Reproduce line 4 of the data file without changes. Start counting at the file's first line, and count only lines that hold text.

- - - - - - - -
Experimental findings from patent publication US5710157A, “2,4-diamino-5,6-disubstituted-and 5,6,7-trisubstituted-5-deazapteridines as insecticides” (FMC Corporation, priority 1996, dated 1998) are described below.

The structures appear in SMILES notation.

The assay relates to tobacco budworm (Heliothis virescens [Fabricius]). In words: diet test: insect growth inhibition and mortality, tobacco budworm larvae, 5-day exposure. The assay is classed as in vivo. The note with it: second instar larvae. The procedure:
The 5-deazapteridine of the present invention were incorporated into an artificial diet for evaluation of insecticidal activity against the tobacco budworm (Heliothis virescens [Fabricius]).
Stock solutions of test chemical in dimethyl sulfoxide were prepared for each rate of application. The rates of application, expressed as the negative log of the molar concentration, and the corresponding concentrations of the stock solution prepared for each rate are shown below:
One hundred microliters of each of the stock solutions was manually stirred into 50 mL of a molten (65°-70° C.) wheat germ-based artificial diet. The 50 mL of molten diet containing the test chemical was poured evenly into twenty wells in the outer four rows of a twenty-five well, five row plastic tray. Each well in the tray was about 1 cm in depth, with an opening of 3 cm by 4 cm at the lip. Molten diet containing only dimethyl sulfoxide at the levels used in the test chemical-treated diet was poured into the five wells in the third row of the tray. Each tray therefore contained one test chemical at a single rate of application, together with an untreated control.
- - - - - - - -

The 5-deazapteridine of the present invention were incorporated into an artificial diet for evaluation of insecticidal activity against the tobacco budworm (Heliothis virescens [Fabricius]).